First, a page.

For years now, Don Garber has been adamant about MLS keeping local talent. They have kept Donovan, Zusi, Besler and repatriated Bocanegra, Davies and Goodson. They went after Dempsey and got him. But the fact that they resigned Gonzalez and at a DP salary is another story all together.

At $1.5 million Gonzalez became the first pure center back to gain a DP in league history. Also, at 24, he is one of the youngest. It is now clear that the league is serious about not only keeping and buying American, but continuing on its way to become a top league in the continent and perhaps, in a decade or so, the world.

There are some minuses to Gonzalez staying home. He may not be able to continue development in a more difficult environment such as Europe. Would he keep the starting position in the full national team by staying in MLS? With players like Besler and Goodson also in the league, the competition isn't as stiff. But, if this is the case, how will USA fare in the World Cup? However, Geoff Cameron, when in form, and a surging John Brooks are other potentials Omar needs to worry about.

Gonzalez said it himself in an interview. He stayed because the product on the field is getting better, the owners are more active, the fans are getting louder and the stadiums are rising in quality. Who doesn't want to continue being a star instead of potentially waiting on the wings and losing your edge in Europe? Omar might have a point here and it is time for soccer "purists" that don't watch MLS to start paying attention.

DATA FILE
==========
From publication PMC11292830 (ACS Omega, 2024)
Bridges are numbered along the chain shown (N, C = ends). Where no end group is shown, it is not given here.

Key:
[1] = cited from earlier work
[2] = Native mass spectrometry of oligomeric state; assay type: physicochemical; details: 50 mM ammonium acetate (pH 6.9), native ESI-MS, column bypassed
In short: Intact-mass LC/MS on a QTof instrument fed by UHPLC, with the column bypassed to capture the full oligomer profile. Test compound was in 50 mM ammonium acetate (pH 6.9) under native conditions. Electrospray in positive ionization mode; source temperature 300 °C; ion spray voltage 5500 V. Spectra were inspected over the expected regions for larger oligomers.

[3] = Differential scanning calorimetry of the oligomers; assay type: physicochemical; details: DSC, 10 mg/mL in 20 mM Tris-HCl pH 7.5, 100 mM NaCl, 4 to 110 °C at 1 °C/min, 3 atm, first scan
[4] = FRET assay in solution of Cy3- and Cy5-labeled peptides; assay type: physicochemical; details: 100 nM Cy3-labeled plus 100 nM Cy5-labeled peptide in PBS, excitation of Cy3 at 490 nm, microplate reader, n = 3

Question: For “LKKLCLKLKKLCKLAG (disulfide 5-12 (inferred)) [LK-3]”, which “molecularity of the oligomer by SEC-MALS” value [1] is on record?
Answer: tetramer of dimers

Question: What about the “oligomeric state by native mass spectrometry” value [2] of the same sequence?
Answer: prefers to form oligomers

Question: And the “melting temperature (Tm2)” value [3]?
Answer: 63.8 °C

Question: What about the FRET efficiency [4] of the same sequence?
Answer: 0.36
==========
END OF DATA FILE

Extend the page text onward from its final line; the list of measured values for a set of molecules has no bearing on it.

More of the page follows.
Wednesday, August 14, 2013

Hat trick Jozy and USA wins in Bosnia

Photo credit: Fehim Demir/European Pressphoto Agency
On paper this was a tough match. Bosnia and Herzegovina are 13th ranked in the world and on their way to their first World Cup in 2014. They have players like Dzeko and Ibisevic and Pjanic from reputable teams in Europe and would be playing at home in Sarajevo. So yes, a win was far fetched.

Klinsmann employed another experimental squad by adding and starting recently-pledged German-American Anthony Brooks as a center back. The  Hertha Berlin defender had a dream debut in the Bundesliga with a goal scored in his first match. Also available was Aaron Johannsson from the Dutch Eridivisie's AZ Alkmaar and former teammate of Jozy Altidore. In fact, he was the replacement for the veteran US attacker in his club when Altidore moved to Sunderland.

Another point here is that both Dempsey and Donovan, the perennial American aces, were given the day off. No matter. After going down 0-2 in the first half due to careless mistakes by Johnson in the first goal and Evans in the second, coach Klinsmann changed tactics and moved from a 4-2-3-1 to a 4-4-2 with Eddie Johnson and Altidore as the twin attackers. Result: 4 unanswered goals.